Total philanthropic giving in 2011 was $298.42 billion, up from a revised estimate of $286.91 billion for 2010.
While the uptick of 4.0 percent in giving in current dollars is positive news, it represents an increase of just 0.9 percent in inflation-adjusted dollars. At this rate of growth, it will take more than a decade for giving to return to its pre-recession 2007 level, according to Patrick M. Rooney, Ph.D., Executive Director of the Center on Philanthropy. Rooney was in Philadelphia to present the major findings of the report. Rooney stated:
The estimates for giving in 2011 are encouraging, but they demonstrate that charities still face ongoing challenges. In the past two years, charitable giving has experienced its second slowest recovery following any recession since 1971.”
Giving in 2012 and 2013 is likely to experience the same slow growth as we saw in 2011. On the same day that Rooney was in Philadelphia, the U.S. Federal Reserve issued its multi-year forecast of change in Gross Domestic Product. The Fed projects GDP will continue to grow at a modest rate. For 2012, the projected GDP growth rate is 2.2 percent. For 2013, the Fed projects GDP growth of 2.5 percent. This is important news for all Americans, particularly those in the nonprofit sector.
In 2011, giving was 2 percent of GDP. Since giving has been tracked, philanthropy has always been about 2 percent of GDP. If this correlation rate continues, the nonprofit sector can expect continued slow growth in philanthropy in 2012 and 2013 as GDP is projected to grow only modestly.
Once again, the majority of philanthropic dollars came from Individuals, who accounted for 73 percent of total giving, the same percentage as the prior year. If Bequest and Family Foundation giving is included, the percentage would be 88 percent.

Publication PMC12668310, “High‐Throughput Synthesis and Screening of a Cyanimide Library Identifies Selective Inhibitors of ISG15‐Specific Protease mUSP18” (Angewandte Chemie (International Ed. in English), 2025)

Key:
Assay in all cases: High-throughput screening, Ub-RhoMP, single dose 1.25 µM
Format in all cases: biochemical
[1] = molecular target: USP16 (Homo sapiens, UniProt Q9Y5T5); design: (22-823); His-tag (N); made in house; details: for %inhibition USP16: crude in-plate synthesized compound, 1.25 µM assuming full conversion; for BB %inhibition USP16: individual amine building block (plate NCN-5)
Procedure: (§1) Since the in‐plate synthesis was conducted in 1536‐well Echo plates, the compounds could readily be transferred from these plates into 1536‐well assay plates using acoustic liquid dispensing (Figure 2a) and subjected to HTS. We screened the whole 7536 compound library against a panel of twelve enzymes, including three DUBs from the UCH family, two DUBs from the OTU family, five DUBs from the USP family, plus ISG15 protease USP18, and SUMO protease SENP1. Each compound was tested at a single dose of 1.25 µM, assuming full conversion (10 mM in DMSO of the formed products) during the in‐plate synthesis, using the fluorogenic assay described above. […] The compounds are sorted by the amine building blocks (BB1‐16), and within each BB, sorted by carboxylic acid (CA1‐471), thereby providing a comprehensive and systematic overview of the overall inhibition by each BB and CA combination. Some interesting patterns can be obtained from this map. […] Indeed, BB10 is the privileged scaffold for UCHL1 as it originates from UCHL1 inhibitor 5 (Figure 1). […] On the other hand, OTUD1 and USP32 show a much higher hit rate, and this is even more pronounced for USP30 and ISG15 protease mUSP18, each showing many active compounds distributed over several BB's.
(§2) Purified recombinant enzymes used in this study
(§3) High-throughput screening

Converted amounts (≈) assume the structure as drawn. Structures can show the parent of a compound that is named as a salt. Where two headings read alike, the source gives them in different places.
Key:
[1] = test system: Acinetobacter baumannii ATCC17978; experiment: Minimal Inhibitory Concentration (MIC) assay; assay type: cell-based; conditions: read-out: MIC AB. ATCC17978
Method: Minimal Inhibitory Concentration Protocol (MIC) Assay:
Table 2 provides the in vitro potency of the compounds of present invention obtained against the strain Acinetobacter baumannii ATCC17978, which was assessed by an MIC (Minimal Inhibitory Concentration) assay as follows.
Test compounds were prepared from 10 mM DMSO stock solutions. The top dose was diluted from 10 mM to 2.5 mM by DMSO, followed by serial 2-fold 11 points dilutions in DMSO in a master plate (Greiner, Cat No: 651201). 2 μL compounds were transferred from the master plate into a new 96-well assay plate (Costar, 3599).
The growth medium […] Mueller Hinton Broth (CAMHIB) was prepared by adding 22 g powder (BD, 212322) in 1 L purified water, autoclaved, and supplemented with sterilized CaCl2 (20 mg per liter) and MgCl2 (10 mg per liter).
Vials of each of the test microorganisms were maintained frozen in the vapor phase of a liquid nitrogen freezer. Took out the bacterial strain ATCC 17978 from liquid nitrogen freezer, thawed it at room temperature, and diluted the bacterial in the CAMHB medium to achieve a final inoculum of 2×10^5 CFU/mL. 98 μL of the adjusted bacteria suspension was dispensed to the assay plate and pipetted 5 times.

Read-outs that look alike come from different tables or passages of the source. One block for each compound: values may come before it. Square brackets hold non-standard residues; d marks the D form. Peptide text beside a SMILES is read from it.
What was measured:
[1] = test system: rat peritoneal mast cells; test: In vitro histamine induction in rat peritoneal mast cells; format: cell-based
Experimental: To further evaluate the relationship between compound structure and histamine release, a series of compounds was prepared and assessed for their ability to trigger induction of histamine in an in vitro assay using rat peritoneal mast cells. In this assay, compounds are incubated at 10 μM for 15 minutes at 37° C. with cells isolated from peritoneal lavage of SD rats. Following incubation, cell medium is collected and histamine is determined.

Individual giving as a percentage of disposable personal income remained at 1.9 percent in 2011, the same as in 2009 and 2010; this is far below the high of 2.4 percent achieved in 2005.
The report estimates estate giving at $24.41 billion in 2011, a 12.2 percent increase over 2010 (8.8 percent increase in inflation-adjusted dollars). Bequest giving represented 8 percent of total giving. Two-thirds of Americans with a will have included a charitable bequest provision, according to Robert I. Evans, Founder and Managing Director of EHL Consulting Group, who co-presented with Rooney. Fluctuations in bequest giving in recent years are primarily due to the major changes in real estate and stock portfolio values. Rooney also observed that the 300 wealthiest deceased individuals determine whether bequest giving goes up or down.
Private, community and operating foundations increased giving by only 1.8 percent in 2011 to $41.67 billion. This represents a decline of 1.3 percent in inflation-adjusted dollars. Giving by foundations represented 14 percent of total giving.
Corporations and their foundations are estimated to have given $14.55 billion in 2011, a 0.1 percent decline in current dollars, or a 3.1 percent decline in inflation-adjusted dollars. Corporate giving represented 5 percent of total giving.